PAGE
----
Caribbean Utilities Company, Ltd. (“CUC”) has offered two programmes under which customers could interconnect renewable energy systems to the grid. The first programme called the Consumer Owned Renewable Energy (“CORE”) programme offered customers a fixed and subsidized rate at which the company purchased all of the renewable energy generated from their systems. The second programme which was introduced in January 2018 is the Distributed Energy Resource (“DER”) programme which allows for customers to consume electricity generated by their own renewable energy system without paying CUC for this energy under a type of netmetering arrangement.
Under the DER programme customers are also able to sell to CUC any excess electricity produced and exported to the grid at an avoided cost-of-generation credit rate. Incorporating the lessons learned by other jurisdictions from early net-metering programmes, DER customers are billed with a demand rate structure. The use of demand rates aligns the fixed costs of providing a grid interconnection and standby provision to the customer with demand charges, avoiding any potential cross-subsidization between DER and non-producing customers.
CUC is advising customers that the Utility Regulation and Competition Office (OfReg) approved quota for the CORE programme is now fully subscribed. That means that there will be no additional residential or commercial customers added to the programme for non-government customers.
However, there is still 1 megawatt (MW) of capacity which has been allocated to the public sector, including the central government departments, statutory authorities and government owned companies.
The CORE programme which was revised and approved by the regulator in 2012 has been very popular with both residential and commercial customers. The programme has allowed customers to connect small scale solar systems or wind turbines to CUC’S distribution system and to reduce their monthly energy bills by generating their own electricity while remaining connected to the CUC grid. However, the programme is subsidised by the non-CORE customers as the rate paid to CORE customers for their electricity production is higher than the cost CUC would normally incur and charge to customers for the same energy. This characteristic was aligned with the policy objective to promote and incentivize early development of the local distributed renewable generation sector. To avoid significantly increasing the average cost of electricity, the CORE capacity has historically been offered in limited tranches and at successively lower rates to match the declining cost of the technology.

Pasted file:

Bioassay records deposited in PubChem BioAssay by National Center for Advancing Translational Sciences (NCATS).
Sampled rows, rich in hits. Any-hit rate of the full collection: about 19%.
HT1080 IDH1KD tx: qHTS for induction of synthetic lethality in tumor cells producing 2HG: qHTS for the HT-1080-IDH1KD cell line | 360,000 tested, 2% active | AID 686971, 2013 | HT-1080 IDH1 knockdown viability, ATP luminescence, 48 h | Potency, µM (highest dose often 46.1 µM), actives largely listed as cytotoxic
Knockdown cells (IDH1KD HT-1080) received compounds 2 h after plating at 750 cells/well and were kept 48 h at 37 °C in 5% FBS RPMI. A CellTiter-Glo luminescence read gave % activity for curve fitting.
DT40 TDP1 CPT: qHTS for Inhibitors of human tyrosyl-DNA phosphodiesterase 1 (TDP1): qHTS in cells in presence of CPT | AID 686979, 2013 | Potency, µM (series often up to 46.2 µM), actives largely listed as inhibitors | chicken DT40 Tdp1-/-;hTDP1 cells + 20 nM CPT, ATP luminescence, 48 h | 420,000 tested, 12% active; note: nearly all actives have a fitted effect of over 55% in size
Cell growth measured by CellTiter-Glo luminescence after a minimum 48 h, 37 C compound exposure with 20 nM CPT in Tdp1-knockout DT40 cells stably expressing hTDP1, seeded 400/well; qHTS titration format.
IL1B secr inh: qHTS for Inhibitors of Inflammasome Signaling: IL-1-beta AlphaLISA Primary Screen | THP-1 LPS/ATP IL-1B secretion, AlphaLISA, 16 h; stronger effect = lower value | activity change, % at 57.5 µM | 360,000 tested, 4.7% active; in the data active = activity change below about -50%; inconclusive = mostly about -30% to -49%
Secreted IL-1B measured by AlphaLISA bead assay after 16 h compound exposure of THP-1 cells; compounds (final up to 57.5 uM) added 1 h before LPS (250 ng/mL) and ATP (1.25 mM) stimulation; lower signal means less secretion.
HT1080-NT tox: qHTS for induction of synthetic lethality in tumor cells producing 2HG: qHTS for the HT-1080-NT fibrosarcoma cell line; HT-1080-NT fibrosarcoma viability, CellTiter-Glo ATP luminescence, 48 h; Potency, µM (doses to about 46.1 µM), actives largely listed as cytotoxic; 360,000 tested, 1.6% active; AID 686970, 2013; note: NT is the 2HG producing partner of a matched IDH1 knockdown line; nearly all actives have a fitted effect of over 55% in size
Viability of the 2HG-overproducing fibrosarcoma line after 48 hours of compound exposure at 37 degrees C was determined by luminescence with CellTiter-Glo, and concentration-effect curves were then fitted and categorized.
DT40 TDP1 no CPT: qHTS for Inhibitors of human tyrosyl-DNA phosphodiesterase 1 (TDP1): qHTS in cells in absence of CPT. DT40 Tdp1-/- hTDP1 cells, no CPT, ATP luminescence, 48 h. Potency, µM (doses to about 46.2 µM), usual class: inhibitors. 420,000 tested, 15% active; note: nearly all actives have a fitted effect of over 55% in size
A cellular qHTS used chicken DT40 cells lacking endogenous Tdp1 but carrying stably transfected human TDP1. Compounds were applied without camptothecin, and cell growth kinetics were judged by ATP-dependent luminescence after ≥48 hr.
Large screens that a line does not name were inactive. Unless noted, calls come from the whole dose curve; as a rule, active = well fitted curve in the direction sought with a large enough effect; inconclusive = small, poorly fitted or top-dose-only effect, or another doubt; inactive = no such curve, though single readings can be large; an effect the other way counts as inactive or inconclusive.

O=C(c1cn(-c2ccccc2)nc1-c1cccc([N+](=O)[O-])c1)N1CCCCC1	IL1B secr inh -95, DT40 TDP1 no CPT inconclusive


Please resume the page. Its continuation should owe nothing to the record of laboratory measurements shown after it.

After the programme’s initial limit of 6 MW was reached in March 2017, the regulator approved an additional 2 MW to be released in two, 1 MW tranches. It was agreed then that customers would have access to only 1 MW at the time and that the second megawatt would be released following additional review, and possibly at revised feed-in tariff rates. In early 2019, the final 1 megawatt of capacity allocated to CUC was released.
At December 31, 2019, there were 432 customers connected with 5,611.2 kilowatts of renewable capacity. The remaining capacity has been allocated to approved applications for installations in progress.
In alignment with the Integrated Resource Plan (IRP) undertaken in 2017 and the National Energy Policy, the DER programme designed for the growth of customer-owned, distributed renewable generation, was introduced in January 2018 after review and approval by OfReg.
The programme has been allocated 3 megawatts of capacity for customer participation of which 2.5 MW are available. An additional 12 MW are expected to become available on completion of the battery storage project.
The DER programme allows for the continued growth and participation of customers in the renewable energy sector, which will help to reduce greenhouse gas emissions and the country’s carbon footprint.
CUC is currently going through the implementation phase for its Integrated Resource Plan which gives shape to the Island’s energy generation plans for the next 30 years. The implementation phase of the plan will be an exciting period for CUC and electricity consumers, with a rapid increase in renewables connected to the grid which will provide cleaner energy at competitive and more stable costs.
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